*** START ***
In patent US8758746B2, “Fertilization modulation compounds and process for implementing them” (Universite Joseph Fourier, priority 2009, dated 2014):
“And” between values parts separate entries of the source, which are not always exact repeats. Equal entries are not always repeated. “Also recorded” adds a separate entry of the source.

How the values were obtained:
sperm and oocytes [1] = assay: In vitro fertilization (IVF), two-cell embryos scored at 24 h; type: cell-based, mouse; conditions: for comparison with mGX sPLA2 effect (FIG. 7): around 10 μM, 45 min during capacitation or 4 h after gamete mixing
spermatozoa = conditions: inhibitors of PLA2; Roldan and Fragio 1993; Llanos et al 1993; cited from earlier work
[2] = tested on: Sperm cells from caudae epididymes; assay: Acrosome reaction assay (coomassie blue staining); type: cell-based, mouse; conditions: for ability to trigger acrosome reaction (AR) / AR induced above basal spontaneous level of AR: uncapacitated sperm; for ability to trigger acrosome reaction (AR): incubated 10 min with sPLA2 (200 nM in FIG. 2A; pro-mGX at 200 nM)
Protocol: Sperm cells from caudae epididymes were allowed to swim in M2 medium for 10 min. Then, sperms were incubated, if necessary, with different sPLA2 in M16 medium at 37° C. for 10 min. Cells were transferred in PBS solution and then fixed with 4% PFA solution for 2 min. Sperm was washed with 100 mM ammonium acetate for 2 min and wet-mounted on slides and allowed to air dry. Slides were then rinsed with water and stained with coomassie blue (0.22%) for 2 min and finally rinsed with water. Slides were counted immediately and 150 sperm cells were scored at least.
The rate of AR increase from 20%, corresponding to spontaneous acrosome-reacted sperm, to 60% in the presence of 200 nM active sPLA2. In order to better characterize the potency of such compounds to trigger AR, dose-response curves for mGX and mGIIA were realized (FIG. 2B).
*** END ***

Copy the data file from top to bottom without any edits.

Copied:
In patent US8758746B2, “Fertilization modulation compounds and process for implementing them” (Universite Joseph Fourier, priority 2009, dated 2014):
“And” between values parts separate entries of the source, which are not always exact repeats. Equal entries are not always repeated. “Also recorded” adds a separate entry of the source.

How the values were obtained:
sperm and oocytes [1] = assay: In vitro fertilization (IVF), two-cell embryos scored at 24 h; type: cell-based, mouse; conditions: for comparison with mGX sPLA2 effect (FIG. 7): around 10 μM, 45 min during capacitation or 4 h after gamete mixing
spermatozoa = conditions: inhibitors of PLA2; Roldan and Fragio 1993; Llanos et al 1993; cited from earlier work
[2] = tested on: Sperm cells from caudae epididymes; assay: Acrosome reaction assay (coomassie blue staining); type: cell-based, mouse; conditions: for ability to trigger acrosome reaction (AR) / AR induced above basal spontaneous level of AR: uncapacitated sperm; for ability to trigger acrosome reaction (AR): incubated 10 min with sPLA2 (200 nM in FIG. 2A; pro-mGX at 200 nM)
Protocol: Sperm cells from caudae epididymes were allowed to swim in M2 medium for 10 min. Then, sperms were incubated, if necessary, with different sPLA2 in M16 medium at 37° C. for 10 min. Cells were transferred in PBS solution and then fixed with 4% PFA solution for 2 min. Sperm was washed with 100 mM ammonium acetate for 2 min and wet-mounted on slides and allowed to air dry. Slides were then rinsed with water and stained with coomassie blue (0.22%) for 2 min and finally rinsed with water. Slides were counted immediately and 150 sperm cells were scored at least.
The rate of AR increase from 20%, corresponding to spontaneous acrosome-reacted sperm, to 60% in the presence of 200 nM active sPLA2. In order to better characterize the potency of such compounds to trigger AR, dose-response curves for mGX and mGIIA were realized (FIG. 2B).